Aaron Reese, deputy research director at the Washington-based Institute for the Study of War, said "each of these countries would bring a different capability.

"The Jordanians are well known for their special forces capability... the Egyptians of course have the most manpower and bases close to Libya."

Before Egyptian air strikes in February targeting the IS in Libya, the United Arab Emirates, which shares Cairo's antipathy towards Islamists, had reportedly used Egyptian bases to launch its own air strikes there.

Cairo had sought UN backing for intervention in Libya, dismissing attempted peace talks between the rival governments in its violence-plagued North African neighbour as ineffective.

Asean peacekeeping force (JG Graphics/Josep Tri Ronggo)

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Sunday, March 29, 2015

Afghanistan: Death sentence commuted for murderer of German photographer Niedringhaus

The death sentence for the police officer who murdered German photographer Anja Niedringhaus in Afghanistan last April has been commuted. The country's highest court has ruled he serve 20 years jail instead, AP says.

Deutsche Welle, 29 March 2015

An archive portrait of Anja Niedringhaus, holding a camera

The Associated Press - which Anja Niedringhaus worked for - reported late Saturday that the country's Supreme Court decided the Afghan police officer should spend 20 years in jail for the murder, citing court documents sent to Afghanistan's attorney-general.

The sentence for Naqibullah, a former police unit commander, was commuted from the death penalty which a primary court recommended for him last year. He had been convicted of murder and treason.

Naqibullah, who like many in Afghanistan goes by a single name, opened fire on Niedringhaus and veteran AP correspondent Kathy Gannon without warning on April 4, 2014. The two were covering the first round of the country's presidential elections. Niedringhaus, aged 48, died instantly. Gannon was badly wounded and is still recovering from her injuries in Canada.

"Neither Anja nor I believe in the death penalty," Gannon said upon learning of the ruling. "I know I speak for Anja, as well as for myself, when I say one crazy gunman neither defines a nation nor a people."

Gannon added that it was "a joy" to cover Afghanistan and she was planning to go back there once she had completed her surgeries and healing. "I will return for both of us," she said.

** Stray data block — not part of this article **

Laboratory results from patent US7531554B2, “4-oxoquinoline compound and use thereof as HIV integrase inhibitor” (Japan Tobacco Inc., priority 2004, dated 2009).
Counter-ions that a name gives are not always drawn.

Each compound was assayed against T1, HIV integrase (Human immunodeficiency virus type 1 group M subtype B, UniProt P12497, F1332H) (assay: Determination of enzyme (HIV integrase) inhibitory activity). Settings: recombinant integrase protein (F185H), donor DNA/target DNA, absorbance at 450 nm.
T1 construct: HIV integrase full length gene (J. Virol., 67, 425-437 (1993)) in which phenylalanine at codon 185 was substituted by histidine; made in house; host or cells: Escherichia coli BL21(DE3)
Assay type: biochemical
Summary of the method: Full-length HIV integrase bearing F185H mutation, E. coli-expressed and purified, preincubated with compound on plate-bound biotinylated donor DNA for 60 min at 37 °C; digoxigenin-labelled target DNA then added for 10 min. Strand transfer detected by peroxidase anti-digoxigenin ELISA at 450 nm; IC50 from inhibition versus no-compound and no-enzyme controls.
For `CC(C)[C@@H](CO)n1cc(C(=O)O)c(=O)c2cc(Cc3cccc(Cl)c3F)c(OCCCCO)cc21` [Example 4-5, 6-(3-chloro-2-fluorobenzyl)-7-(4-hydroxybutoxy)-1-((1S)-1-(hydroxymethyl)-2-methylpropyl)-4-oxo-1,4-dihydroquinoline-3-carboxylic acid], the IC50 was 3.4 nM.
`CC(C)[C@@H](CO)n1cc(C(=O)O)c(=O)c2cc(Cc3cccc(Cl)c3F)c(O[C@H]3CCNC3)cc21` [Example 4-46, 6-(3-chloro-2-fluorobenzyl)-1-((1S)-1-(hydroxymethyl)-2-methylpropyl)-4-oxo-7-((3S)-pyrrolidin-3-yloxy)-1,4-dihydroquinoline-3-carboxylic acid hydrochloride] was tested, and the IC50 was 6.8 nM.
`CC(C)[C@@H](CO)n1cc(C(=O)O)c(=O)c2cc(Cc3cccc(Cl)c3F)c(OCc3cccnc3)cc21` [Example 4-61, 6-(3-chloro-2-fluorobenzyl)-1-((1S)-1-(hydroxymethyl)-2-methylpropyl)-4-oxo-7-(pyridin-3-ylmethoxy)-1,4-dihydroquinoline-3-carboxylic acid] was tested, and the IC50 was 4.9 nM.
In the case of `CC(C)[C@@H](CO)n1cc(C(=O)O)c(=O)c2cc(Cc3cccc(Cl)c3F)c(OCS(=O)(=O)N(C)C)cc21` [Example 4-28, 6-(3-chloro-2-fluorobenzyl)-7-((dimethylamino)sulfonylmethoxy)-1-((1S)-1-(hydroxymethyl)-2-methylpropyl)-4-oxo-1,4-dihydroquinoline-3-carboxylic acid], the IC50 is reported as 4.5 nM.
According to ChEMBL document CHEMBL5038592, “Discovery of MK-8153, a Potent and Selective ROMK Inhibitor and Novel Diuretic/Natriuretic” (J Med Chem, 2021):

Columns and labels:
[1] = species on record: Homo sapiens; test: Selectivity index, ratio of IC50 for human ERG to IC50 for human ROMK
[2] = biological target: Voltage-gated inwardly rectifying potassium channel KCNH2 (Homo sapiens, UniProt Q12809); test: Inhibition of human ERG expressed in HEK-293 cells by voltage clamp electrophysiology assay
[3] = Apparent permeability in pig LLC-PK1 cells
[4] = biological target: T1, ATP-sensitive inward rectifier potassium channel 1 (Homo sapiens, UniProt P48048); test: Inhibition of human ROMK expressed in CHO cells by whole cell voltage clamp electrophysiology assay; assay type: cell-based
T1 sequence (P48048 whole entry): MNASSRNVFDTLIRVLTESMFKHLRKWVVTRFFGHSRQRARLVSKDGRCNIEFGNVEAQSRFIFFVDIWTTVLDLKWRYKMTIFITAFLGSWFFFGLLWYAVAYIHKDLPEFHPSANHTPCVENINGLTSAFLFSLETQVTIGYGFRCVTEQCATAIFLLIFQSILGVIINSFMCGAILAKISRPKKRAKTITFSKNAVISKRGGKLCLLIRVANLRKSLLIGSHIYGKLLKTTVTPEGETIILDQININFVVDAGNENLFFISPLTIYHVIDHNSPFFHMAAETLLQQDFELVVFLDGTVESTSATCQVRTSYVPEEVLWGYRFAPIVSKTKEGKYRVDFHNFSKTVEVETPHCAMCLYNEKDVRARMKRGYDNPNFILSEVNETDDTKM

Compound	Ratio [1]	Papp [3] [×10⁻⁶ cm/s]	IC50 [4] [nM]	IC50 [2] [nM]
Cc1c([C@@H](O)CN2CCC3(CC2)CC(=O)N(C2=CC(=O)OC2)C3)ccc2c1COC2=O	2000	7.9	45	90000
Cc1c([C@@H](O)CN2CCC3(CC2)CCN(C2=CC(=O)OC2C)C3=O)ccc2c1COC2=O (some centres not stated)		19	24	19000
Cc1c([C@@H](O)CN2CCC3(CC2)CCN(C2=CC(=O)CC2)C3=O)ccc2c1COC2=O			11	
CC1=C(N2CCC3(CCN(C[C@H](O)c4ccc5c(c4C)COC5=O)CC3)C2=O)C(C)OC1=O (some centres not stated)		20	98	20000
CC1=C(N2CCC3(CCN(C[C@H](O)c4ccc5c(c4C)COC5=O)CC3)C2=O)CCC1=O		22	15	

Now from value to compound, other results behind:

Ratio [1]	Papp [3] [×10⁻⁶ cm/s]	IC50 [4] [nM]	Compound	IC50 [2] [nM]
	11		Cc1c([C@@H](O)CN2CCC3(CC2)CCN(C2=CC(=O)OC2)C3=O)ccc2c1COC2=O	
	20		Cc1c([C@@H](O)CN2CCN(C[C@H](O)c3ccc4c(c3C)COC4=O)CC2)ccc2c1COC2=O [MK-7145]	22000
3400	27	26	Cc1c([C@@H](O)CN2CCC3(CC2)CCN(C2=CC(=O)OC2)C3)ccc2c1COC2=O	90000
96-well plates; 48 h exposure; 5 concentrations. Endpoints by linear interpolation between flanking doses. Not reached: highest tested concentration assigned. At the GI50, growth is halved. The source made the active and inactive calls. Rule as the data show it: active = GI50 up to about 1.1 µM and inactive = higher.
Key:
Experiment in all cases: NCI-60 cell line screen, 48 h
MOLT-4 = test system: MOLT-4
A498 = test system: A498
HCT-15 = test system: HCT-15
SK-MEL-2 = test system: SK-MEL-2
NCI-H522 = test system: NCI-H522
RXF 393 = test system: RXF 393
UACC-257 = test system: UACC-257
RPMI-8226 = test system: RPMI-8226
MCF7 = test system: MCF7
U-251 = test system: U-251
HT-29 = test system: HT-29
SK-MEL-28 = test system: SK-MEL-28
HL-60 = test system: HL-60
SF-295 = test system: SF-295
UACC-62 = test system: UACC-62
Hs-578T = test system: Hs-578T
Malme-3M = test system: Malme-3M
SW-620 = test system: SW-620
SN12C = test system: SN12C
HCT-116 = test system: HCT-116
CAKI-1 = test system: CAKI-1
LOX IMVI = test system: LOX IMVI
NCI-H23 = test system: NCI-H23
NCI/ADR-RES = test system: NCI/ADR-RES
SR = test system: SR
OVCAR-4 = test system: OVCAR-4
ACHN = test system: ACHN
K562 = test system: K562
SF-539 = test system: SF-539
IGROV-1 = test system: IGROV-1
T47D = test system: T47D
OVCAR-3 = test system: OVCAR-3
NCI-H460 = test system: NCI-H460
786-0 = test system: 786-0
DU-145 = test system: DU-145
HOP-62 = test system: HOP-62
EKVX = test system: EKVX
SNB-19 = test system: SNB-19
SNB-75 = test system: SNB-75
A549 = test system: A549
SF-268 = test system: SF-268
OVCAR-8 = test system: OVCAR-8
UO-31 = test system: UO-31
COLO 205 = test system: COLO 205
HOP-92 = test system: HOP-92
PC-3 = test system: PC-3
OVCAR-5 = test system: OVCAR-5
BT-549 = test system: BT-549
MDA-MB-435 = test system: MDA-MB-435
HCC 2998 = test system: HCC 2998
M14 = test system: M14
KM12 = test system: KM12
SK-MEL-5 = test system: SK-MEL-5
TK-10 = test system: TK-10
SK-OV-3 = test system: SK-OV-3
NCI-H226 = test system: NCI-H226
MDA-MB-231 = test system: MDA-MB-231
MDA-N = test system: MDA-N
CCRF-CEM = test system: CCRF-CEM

Maximum sentence

According to Zahid Safi, a lawyer for AP who had been briefed on the decision, 20 years is the maximum prison term in Afghanistan.

Naqibullah was sentenced to death by Afghanistan's primary court last July and an Appeals Court decided in January to commute the punishment to the jail term. That sentence was appealed to Afghanistan's highest court, the Supreme Court, which made the 20-year sentence final, although under Afghan law prison time can be reduced if a prisoner shows "social rehabilitation."

Niedringhaus was an award-winning German photographer renowned for her work in conflict zones and humane depictions of ordinary life. An annual award for courage in photojournalism was named in her honor. Heidi Levine was named as its inaugural winner on March 24.

se/bk (AP)

Dutch to support China-backed Asian infrastructure bank

DutchNews.nl, March 29, 2015

Rutte and Chinese president Xi Jinping. Photo: flikr.com/minister-president

The Netherlands plans to participate in a new Asian Infrastructure Investment Bank (AIIB), prime minister Mark Rutte told a trade conference in China at the weekend.

‘The AIIB is good for Asia and that is good for the Netherlands,’ the prime minister said in a statement. ‘The Netherlands earns 30% of its income abroad… in particular we must be well represented in this region. 

More than 1,000 Dutch companies are already doing business in China, he said. ‘Our trade mission to China underlines how valuable it is to invest in a sustainable relationship.’ 

The US has advised against participation in the AIIB  because it is unclear how much influence China will have. China will deliver the biggest share of the capital but has said it will not demand right of veto. 

Britain, France, Germany and Italy have aleady said they would join the AIIB despite US objections. 

According to Reuters, the AIIB is seen as a challenge to existing institutions like the World Bank and Asian Development Bank. The aim of the bank is to finance infrastructure projects such as roads and railways in Asia.


US President Barack Obama, left, poses with Chinese President Xi Jinping as
 he arrives for the Asia-Pacific Economic Cooperation leaders meeting at Yanqi
Lake, north of Beijing on Nov. 11, 2014. (AFP Photo/Greg Baker)

Related Articles:



Xi Jinping, right, meets President Joko Widodo of Indonesia at the Great
Hall of the People in Beijing, March 26. (Photo/Xinhua)